No you’re not. You are being reasonable and civil. That has no place in an internet discussion. TFB- the only gun blog where I read the comments.

          • Zebra Dun

            Crack of my ass! How did we switch from pistol and revolver to Ford and Chevy?

      • Don Ward

        As I noted below, Colt’s original patent describes his revolutionary revolver as a pistol and does so five times 🙂

        • The letter of the law and the definition has evolved as technology evolved. As such we now use the words “pistols” and “revolvers” to refer to two different classes of firearms. Another good example of this would be the term “heavy machine gun”. During World War I, maxim, vickers, etc guns were referred to as such, but now an HMG is something very different.

          • RICH


          • Ironwulf

            Yeah – it is BOTH !

          • petru sova

            Your wrong. Its not incorrect to refer to an automobile as a “horseless carriage” nor is it incorrect to refer to a detachable feeding device as a “clip” instead of a “magazine” as the argument is 116 years old. Nor is it technically wrong to refer to a revolver as a pistol because Webster did not change the meaning until long after Colt called his invention a “Pistol” not a revolver”. The word Pistol came from a Czech word meaning “pipe” and a handgun definitely has a pipe looking barrel sticking out of it. True, language evolves and certain definitions become passé but not incorrect. I would also say The ATF is not the ultimate legal authority on anything either.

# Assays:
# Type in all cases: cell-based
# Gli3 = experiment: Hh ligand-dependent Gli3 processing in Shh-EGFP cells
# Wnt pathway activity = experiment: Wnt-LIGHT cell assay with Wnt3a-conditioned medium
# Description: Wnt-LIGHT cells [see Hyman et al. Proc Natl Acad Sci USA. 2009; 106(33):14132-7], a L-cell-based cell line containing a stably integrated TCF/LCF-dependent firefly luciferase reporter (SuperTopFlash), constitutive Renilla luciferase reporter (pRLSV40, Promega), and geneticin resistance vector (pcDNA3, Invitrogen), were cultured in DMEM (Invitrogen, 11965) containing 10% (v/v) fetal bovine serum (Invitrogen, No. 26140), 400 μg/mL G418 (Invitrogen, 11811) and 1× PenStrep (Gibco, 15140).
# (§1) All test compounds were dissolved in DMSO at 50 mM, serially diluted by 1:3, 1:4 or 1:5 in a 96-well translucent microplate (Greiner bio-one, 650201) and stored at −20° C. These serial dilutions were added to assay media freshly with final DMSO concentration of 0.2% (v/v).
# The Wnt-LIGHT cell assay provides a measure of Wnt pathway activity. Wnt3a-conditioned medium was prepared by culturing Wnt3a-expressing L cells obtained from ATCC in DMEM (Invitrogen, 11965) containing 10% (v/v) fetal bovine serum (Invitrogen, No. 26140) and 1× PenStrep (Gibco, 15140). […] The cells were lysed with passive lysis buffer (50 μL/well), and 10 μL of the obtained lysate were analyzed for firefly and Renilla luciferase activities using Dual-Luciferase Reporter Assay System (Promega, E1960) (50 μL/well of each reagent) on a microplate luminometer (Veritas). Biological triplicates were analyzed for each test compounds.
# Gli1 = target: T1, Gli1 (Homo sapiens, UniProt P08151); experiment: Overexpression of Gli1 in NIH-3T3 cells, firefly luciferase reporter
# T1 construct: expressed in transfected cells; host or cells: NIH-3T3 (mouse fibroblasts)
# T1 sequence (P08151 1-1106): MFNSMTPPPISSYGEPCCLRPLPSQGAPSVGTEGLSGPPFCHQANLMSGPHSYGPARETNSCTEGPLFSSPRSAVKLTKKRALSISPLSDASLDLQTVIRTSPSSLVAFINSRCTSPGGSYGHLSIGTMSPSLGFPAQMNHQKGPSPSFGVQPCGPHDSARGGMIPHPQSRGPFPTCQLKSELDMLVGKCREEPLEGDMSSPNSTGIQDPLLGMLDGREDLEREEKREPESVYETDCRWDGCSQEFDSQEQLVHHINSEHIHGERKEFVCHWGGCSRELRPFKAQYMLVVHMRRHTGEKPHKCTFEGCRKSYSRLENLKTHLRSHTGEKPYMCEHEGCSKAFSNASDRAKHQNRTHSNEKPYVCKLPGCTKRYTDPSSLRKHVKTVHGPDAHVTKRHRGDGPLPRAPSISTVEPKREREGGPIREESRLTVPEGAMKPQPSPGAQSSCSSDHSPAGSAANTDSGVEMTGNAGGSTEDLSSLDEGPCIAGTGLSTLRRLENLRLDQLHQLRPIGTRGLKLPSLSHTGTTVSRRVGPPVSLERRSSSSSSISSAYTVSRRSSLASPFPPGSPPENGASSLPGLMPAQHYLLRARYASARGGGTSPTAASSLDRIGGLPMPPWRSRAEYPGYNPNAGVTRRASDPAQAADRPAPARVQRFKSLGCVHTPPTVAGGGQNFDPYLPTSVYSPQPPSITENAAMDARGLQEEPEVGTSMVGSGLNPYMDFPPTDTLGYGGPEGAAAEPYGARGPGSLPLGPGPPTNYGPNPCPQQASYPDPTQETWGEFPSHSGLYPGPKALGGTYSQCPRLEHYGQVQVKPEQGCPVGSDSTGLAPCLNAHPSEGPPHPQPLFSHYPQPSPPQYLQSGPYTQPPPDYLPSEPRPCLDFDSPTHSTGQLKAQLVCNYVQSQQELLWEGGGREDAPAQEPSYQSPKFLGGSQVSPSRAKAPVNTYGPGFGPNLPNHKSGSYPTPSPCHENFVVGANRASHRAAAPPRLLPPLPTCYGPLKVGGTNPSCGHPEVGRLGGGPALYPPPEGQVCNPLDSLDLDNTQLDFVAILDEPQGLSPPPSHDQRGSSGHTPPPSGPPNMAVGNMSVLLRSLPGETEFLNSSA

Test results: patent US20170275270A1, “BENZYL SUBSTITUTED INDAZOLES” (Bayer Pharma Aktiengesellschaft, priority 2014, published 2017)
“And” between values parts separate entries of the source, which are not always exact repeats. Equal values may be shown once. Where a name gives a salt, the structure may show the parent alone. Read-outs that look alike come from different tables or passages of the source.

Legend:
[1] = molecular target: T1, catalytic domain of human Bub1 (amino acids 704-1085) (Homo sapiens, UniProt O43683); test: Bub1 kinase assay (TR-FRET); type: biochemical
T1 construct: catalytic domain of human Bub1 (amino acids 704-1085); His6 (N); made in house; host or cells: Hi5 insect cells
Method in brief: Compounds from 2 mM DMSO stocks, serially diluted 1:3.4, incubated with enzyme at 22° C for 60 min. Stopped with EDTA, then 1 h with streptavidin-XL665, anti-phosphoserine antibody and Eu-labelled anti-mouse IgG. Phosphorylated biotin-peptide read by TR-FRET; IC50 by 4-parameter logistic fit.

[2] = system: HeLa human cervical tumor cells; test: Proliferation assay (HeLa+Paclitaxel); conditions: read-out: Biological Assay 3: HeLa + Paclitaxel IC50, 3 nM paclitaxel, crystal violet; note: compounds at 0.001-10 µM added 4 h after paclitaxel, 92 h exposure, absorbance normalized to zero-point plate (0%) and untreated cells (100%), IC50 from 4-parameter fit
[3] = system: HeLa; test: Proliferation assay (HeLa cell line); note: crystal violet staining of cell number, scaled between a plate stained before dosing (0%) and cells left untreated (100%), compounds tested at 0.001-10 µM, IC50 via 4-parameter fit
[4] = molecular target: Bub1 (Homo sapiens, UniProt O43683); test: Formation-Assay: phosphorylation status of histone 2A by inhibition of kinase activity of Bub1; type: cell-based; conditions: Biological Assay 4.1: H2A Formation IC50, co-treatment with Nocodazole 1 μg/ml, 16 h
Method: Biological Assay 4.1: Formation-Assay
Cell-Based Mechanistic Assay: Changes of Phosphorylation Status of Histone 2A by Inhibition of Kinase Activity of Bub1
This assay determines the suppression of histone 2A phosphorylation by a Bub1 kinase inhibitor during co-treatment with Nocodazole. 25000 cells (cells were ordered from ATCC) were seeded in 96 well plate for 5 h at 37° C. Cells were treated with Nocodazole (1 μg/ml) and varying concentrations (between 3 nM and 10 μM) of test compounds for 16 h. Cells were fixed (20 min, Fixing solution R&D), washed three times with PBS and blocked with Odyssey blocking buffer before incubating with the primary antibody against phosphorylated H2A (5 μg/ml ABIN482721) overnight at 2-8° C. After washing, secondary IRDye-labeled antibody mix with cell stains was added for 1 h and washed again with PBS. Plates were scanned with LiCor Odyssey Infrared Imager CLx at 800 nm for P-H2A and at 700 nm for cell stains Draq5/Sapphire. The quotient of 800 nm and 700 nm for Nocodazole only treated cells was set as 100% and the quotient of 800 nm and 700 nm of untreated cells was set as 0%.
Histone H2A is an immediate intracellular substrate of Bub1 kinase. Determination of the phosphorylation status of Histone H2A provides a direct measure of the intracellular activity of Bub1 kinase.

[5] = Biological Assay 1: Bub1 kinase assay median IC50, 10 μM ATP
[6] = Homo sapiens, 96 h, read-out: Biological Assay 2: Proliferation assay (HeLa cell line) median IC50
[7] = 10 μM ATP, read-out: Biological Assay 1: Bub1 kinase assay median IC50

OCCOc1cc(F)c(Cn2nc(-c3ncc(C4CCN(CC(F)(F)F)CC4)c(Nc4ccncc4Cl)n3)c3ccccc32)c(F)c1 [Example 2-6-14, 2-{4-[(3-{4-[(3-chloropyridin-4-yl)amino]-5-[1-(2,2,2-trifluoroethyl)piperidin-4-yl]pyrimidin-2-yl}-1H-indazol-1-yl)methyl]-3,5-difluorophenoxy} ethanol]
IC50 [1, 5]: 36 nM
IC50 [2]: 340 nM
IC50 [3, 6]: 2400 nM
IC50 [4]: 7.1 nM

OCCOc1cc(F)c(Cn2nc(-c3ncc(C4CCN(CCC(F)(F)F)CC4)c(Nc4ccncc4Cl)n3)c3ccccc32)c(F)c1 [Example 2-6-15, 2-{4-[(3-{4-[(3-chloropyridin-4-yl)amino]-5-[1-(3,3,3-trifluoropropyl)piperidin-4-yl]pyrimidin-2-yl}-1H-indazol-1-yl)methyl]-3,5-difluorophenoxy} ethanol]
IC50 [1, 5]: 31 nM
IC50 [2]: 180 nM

• Ironwulf

            O M G ! I have a brother in the fight against arrogant, rude, self-serving, out-of-control federal agencies, headed up by A T F !

      • Ironwulf

        I heartily disagree. A ‘Pistol’ is a ‘handgun’ whether it is a revolver or an automatic !

        • I mean its ok to be wrong.

        • iksnilol

          Norwegian law disagrees with you there… So do dictionaries.

          • Ironwulf